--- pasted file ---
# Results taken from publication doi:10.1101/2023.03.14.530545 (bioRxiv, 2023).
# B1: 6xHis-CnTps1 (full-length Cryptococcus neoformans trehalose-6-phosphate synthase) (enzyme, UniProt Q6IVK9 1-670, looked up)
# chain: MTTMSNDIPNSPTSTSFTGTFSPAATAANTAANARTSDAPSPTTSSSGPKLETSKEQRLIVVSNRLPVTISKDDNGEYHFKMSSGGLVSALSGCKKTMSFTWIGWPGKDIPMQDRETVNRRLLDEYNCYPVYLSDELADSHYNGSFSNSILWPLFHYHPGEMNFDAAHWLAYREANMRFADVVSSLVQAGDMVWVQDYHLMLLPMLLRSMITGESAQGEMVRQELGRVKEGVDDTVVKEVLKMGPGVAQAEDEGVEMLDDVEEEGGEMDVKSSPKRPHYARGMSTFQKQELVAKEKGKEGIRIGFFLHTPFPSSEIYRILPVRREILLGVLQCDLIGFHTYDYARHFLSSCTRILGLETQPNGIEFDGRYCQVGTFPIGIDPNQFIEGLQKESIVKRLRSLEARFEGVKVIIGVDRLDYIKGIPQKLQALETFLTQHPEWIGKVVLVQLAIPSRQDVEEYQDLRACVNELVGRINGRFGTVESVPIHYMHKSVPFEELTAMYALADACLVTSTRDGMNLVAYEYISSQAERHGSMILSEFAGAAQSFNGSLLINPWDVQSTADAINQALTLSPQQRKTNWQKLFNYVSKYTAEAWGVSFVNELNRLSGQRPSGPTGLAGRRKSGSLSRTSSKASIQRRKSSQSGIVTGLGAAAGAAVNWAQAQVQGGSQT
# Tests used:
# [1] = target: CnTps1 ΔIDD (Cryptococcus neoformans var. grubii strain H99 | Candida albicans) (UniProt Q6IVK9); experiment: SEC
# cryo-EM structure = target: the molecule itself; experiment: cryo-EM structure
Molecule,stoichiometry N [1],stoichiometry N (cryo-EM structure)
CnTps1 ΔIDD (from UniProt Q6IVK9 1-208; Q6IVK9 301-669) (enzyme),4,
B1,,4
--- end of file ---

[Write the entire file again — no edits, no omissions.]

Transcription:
# Results taken from publication doi:10.1101/2023.03.14.530545 (bioRxiv, 2023).
# B1: 6xHis-CnTps1 (full-length Cryptococcus neoformans trehalose-6-phosphate synthase) (enzyme, UniProt Q6IVK9 1-670, looked up)
# chain: MTTMSNDIPNSPTSTSFTGTFSPAATAANTAANARTSDAPSPTTSSSGPKLETSKEQRLIVVSNRLPVTISKDDNGEYHFKMSSGGLVSALSGCKKTMSFTWIGWPGKDIPMQDRETVNRRLLDEYNCYPVYLSDELADSHYNGSFSNSILWPLFHYHPGEMNFDAAHWLAYREANMRFADVVSSLVQAGDMVWVQDYHLMLLPMLLRSMITGESAQGEMVRQELGRVKEGVDDTVVKEVLKMGPGVAQAEDEGVEMLDDVEEEGGEMDVKSSPKRPHYARGMSTFQKQELVAKEKGKEGIRIGFFLHTPFPSSEIYRILPVRREILLGVLQCDLIGFHTYDYARHFLSSCTRILGLETQPNGIEFDGRYCQVGTFPIGIDPNQFIEGLQKESIVKRLRSLEARFEGVKVIIGVDRLDYIKGIPQKLQALETFLTQHPEWIGKVVLVQLAIPSRQDVEEYQDLRACVNELVGRINGRFGTVESVPIHYMHKSVPFEELTAMYALADACLVTSTRDGMNLVAYEYISSQAERHGSMILSEFAGAAQSFNGSLLINPWDVQSTADAINQALTLSPQQRKTNWQKLFNYVSKYTAEAWGVSFVNELNRLSGQRPSGPTGLAGRRKSGSLSRTSSKASIQRRKSSQSGIVTGLGAAAGAAVNWAQAQVQGGSQT
# Tests used:
# [1] = target: CnTps1 ΔIDD (Cryptococcus neoformans var. grubii strain H99 | Candida albicans) (UniProt Q6IVK9); experiment: SEC
# cryo-EM structure = target: the molecule itself; experiment: cryo-EM structure
Molecule,stoichiometry N [1],stoichiometry N (cryo-EM structure)
CnTps1 ΔIDD (from UniProt Q6IVK9 1-208; Q6IVK9 301-669) (enzyme),4,
B1,,4